Day 111: La Régle du Jeu 1939 + I think I understand the rules but I don’t love the film

La Régle du Jeu 1939

I feel the need to watch this film again having read quite a bit about it and about Jean Renoir over the last few days. It’s #4 on the British Film Institute (BFI) Critics list, as voted by 846 critics, academics and film historians. In 1972, 1982, 1992 and 2002 it ranked #2. (Critics love it slightly more than the 358 directors.)

12% of critics voted for Régle in their Top Ten whereas 5% of directors voted for it, so, it is a film more beloved by critics than directors which is curious because the particular aspect that is so particularly respected and ground-breaking in 1939 is the directing and the use of screen space and deep-focus photography. As I gave up trying to work this out for myself – the first time I’ve done so in this project – and gone seeking answers, I’ve read four very good articles about it. I’ve also watched three other Jean Renoir films. My memory is that I’ve seen La Grande Illusion and Régle before, on television, as a teenager. I didn’t engage with either film then. This time around I loved Grande and still didn’t engage with Régle.

[I’ve noticed that about 10% of the 130 films critics and directors voted for, aren’t favoured by both. With Ozu’s Late Harvest, for example, 6% of critics voted for it; 1% of directors voted for it. Ozu’s Tokyo Story, however, ranking #3 and #1 received 12. 5% and 13.5% of the vote, respectively.]

“I think I understand the rules but I don’t love the film”

I suppose this is the personal aspect that we bring to our movie-watching experience. Not everything is us.

I loved La Grande Illusion, really enjoyed Boudu and Partie, and found a lot of Régle trivial, overplayed, needlessly obvious and manipulative, and I only liked two out of the nine main characters. (Maybe, that’s the point – that here Renoir left behind the optimism of his early films for something darker.)

It lacked the embracing warmth of the other three Renoir films I’ve watched, which are so happy and carefree despite the characters’ dire situation in two of them. The personal respect and love of life, despite their predicament, was the thing that spoke to me in Boudu, Grande and Partie. Here, only Lisette and Octave had a love of life and warmth. To a certain extent the fact Marceau was incorrigible brought life into the film.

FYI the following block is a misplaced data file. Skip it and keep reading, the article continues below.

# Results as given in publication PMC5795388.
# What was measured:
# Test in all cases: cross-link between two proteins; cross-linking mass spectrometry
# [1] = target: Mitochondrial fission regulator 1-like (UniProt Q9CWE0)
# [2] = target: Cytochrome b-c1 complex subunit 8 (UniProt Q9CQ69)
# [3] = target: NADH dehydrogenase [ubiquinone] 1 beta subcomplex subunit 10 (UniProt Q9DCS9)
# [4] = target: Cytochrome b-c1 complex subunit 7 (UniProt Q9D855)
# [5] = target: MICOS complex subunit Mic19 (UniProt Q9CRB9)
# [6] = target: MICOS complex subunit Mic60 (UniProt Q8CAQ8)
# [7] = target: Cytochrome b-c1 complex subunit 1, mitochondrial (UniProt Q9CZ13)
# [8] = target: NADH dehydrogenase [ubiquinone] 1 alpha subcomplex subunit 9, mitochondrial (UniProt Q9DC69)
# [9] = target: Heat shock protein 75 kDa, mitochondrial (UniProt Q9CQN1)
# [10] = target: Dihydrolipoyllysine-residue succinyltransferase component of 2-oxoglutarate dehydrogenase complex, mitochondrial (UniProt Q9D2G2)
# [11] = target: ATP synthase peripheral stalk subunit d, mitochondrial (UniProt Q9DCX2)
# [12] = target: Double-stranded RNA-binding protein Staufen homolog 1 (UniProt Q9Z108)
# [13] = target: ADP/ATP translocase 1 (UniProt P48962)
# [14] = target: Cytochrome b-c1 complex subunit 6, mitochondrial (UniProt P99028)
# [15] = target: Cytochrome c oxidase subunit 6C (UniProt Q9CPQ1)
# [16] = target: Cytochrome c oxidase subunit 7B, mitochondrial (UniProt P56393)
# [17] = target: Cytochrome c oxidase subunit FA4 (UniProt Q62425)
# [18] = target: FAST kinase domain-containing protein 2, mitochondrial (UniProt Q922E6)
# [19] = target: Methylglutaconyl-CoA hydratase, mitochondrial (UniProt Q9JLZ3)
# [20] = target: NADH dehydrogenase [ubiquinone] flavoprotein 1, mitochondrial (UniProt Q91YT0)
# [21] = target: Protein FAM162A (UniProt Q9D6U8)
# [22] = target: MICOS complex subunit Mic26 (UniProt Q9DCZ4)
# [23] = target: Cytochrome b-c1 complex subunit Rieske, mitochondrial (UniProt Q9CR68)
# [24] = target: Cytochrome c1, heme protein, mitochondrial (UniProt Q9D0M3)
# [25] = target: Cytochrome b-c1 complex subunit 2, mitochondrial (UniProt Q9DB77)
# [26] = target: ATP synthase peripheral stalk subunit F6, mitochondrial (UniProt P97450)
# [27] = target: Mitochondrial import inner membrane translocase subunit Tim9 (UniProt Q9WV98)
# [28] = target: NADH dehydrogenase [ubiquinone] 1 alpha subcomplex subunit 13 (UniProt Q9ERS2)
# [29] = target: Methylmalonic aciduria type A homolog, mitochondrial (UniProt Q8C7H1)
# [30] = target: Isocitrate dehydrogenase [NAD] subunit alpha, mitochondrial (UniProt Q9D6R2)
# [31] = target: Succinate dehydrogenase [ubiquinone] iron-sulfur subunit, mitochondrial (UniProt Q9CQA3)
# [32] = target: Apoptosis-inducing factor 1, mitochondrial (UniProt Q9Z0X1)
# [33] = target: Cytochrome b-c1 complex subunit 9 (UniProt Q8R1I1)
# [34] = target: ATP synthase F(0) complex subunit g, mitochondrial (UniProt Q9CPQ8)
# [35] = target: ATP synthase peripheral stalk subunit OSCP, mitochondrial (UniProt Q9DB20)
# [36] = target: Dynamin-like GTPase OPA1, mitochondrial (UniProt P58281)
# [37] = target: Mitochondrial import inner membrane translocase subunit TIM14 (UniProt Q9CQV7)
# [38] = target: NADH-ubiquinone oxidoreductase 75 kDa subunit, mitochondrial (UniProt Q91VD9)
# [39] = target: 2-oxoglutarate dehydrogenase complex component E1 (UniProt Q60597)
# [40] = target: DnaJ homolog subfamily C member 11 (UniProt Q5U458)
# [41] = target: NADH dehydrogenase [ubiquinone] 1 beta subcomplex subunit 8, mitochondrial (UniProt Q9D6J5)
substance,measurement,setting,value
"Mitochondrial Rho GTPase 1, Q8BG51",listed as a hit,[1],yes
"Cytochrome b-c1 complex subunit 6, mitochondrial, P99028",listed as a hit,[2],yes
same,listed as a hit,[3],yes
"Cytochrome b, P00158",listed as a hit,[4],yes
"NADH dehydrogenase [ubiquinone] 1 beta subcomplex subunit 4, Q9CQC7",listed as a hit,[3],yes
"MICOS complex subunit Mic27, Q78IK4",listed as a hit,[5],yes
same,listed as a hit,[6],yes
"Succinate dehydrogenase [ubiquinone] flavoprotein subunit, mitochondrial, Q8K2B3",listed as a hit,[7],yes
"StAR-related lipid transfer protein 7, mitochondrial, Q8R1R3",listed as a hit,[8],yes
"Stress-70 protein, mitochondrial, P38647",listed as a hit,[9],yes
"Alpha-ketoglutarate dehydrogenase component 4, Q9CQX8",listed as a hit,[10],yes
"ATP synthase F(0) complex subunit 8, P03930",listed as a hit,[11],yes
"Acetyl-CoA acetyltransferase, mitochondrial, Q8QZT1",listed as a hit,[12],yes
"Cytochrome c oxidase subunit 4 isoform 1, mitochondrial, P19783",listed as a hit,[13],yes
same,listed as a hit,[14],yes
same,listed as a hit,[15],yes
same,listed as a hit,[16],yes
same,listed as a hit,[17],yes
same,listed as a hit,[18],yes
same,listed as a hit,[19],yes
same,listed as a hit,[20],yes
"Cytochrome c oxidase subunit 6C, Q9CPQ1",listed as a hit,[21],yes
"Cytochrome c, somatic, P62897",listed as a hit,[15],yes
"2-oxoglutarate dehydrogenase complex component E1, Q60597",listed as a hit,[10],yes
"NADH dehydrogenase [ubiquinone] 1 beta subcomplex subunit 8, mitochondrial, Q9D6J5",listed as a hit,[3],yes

I appreciate all the technical things that Jean Renoir achieved, and I acknowledge the clever subtext, using a weekend house party to describe all of French society, and the mingling of four or more different styles, which was possibly mind-blowing for 1939, but it’s all so one-dimensional. Almost every aspect is one-dimensional, unlike the other three films, which are rich on every level.

This is the first time in this 100 Greatest Films Ever project that I don’t agree with the overwhelming general agreement of a film’s greatness. I’m going to write my observations of why this is an important film in cinematic history, and an important film in Renoir’s output, but is not one of his best when taken as a whole. This flies in the face of everything accepted about this film’s greatness.

It’s an important film. I can see that. It’s history, its initial public rejection, and its reconstruction, are the more amazing aspect of this film’s existence.

However, something intrigues me about TIME Magazine’s Greatest 100 Films, compiled by Schickel and Corliss: neither La Grande Illusion or La Régle du Jeu are listed. Instead only one Renoir film appears: Le Crime de Monsieur Lange (1935). Surely they didn’t argue over Grande or Régle and agree to select a third Renoir film. That has me intrigued.